Master of Arts (MA)
Theoretical models of childhood psychopathology suggest that the parent-child relationship serves an influential role in the development and maintenance of internalizing disorders such as anxiety and depression. However, there is a great deal of inconsistency in the research literature on the predictive power of parenting variables such as parental control and parental care. Furthermore, these parenting variables are often poorly defined and inconsistently operationalized across studies, hampering interpretation of results and limiting conclusions on the strength of the effect. Additionally, few studies have examined the role of parenting with careful attention to moderators. In order to investigate these problems, 189 mother-child dyads (children between the ages of 8 and 16) from an existing database were analyzed. The relationships between maternal care, maternal control, child anxiety, and child depression were examined with maternal stress, child age, child gender, and child ethnicity as moderators. In summary, child age emerged as a nonspecific predictor of child anxiety (B=-.218, t(187)= -3.054, p=.003) and a significant moderator of the relationship between child anxiety and maternal care (ΔR2 = .045, F(3, 185) = 6.627, p <.001); less maternal care was associated with higher anxiety for younger children. Additionally, child gender trended significance as a nonspecific predictor of child anxiety (B=.140, t(187)= 1.930, p=.054) and of child depression (B=.140, t(187)= 1.940, p=.054), with females exhibiting higher anxiety and depression than males. This research may inform future evidence-based assessments and treatments through identification of potential pathways to child psychopathology.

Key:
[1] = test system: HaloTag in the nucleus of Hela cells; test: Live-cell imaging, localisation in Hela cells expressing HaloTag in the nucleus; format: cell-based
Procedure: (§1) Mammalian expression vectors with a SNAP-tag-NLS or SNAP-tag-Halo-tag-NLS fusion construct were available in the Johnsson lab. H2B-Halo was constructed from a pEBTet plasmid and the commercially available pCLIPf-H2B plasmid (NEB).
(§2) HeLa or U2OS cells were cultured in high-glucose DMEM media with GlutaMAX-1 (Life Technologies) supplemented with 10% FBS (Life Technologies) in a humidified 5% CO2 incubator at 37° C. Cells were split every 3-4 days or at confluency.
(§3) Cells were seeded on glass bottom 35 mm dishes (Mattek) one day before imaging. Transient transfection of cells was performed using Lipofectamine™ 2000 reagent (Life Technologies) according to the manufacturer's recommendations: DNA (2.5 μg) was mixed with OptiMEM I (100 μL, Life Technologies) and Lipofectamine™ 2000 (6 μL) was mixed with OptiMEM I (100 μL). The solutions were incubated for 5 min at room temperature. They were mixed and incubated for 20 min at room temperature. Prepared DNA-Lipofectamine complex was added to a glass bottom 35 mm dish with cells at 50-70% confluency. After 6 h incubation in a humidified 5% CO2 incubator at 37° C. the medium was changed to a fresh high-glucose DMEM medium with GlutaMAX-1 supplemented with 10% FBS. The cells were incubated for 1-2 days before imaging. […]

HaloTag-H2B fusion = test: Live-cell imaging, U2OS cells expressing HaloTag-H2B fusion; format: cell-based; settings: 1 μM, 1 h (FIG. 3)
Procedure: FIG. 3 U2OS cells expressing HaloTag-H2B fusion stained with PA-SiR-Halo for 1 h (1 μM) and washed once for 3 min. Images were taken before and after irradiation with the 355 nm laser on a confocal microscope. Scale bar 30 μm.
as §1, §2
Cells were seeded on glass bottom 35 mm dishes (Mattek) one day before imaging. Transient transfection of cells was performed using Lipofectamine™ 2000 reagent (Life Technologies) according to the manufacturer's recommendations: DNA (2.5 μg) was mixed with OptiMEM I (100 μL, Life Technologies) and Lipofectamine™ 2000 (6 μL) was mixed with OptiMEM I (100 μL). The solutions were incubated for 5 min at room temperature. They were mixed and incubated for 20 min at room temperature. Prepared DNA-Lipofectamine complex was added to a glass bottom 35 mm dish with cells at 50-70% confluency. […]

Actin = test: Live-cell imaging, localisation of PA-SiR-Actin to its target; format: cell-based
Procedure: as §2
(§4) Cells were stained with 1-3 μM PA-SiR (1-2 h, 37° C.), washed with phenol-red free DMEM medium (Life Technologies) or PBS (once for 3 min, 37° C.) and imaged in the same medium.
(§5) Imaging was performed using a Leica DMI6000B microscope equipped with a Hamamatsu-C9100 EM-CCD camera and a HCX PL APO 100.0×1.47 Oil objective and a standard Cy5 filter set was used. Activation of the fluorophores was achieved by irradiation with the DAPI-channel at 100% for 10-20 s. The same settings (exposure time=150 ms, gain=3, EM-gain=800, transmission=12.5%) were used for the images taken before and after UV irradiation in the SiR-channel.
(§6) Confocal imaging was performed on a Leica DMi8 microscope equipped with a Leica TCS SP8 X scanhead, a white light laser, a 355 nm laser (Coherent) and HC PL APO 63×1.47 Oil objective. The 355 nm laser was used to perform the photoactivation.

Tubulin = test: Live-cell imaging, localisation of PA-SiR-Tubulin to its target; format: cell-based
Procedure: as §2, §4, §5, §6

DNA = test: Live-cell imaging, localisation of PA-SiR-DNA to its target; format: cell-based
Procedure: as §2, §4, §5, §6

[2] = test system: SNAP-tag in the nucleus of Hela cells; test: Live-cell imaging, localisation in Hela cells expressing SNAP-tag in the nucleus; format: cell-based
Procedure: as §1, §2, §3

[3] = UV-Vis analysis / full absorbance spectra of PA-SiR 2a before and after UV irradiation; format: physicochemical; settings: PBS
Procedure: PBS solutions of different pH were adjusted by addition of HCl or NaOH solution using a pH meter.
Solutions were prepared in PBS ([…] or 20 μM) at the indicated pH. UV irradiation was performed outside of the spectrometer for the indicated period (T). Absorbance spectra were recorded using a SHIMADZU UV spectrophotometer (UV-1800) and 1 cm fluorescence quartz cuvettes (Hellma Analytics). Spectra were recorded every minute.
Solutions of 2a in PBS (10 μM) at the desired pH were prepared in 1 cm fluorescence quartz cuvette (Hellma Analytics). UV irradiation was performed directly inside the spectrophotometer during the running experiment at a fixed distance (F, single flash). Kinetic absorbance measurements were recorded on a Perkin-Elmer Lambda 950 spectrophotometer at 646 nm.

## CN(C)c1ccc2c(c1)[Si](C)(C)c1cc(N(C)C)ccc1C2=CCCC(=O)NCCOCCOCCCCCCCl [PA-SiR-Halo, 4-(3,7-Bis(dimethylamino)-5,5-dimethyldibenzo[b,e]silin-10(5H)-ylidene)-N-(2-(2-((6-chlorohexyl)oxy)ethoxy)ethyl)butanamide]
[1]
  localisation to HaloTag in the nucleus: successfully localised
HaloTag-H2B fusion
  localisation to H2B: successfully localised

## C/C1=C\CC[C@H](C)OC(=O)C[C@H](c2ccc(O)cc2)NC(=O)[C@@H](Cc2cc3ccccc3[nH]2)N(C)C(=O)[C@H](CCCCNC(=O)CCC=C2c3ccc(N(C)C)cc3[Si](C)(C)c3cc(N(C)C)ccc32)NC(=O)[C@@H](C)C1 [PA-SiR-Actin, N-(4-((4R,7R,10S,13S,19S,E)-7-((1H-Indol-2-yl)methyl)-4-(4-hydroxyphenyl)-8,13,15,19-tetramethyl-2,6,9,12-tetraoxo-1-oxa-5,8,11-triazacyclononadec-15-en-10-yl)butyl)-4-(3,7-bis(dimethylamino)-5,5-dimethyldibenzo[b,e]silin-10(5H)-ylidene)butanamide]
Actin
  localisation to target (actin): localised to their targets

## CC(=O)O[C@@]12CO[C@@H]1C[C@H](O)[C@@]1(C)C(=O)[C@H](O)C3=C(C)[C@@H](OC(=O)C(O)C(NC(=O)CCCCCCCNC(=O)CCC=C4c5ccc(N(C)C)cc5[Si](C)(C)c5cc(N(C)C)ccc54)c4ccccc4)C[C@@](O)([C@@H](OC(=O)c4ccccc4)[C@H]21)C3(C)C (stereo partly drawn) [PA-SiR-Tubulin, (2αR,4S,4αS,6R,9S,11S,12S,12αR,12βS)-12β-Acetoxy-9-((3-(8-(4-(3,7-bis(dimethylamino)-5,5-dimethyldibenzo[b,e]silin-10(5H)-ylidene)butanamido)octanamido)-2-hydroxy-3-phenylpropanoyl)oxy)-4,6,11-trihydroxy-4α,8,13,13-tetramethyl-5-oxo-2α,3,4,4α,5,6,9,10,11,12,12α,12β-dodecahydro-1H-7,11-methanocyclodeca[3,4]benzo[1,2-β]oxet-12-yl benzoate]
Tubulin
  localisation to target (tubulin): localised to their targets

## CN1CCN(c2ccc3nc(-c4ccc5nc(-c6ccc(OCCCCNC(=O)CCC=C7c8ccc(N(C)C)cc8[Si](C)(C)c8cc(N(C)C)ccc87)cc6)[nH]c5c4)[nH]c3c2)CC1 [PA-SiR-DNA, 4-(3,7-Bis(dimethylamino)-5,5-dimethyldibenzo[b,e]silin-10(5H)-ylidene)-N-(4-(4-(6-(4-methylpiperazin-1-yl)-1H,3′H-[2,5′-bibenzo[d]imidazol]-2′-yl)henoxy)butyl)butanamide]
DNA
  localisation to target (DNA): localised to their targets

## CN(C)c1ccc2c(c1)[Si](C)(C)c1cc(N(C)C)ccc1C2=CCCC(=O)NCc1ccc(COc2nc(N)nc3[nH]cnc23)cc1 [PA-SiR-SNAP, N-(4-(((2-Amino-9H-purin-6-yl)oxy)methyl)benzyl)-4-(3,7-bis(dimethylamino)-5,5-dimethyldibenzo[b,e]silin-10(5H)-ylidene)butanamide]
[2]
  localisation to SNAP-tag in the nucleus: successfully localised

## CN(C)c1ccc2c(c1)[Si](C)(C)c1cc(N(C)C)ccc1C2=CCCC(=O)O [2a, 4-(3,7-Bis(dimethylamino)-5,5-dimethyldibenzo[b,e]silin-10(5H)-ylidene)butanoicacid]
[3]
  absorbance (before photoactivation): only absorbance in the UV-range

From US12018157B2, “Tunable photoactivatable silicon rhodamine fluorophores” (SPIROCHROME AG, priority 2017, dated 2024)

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Kaskas, Maysa, "Control, Care, and Stress: Parenting's Effect on Child Internalizing Symptoms" (2016). LSU Master's Theses. 4460.
Available for download on Saturday, February 23, 2019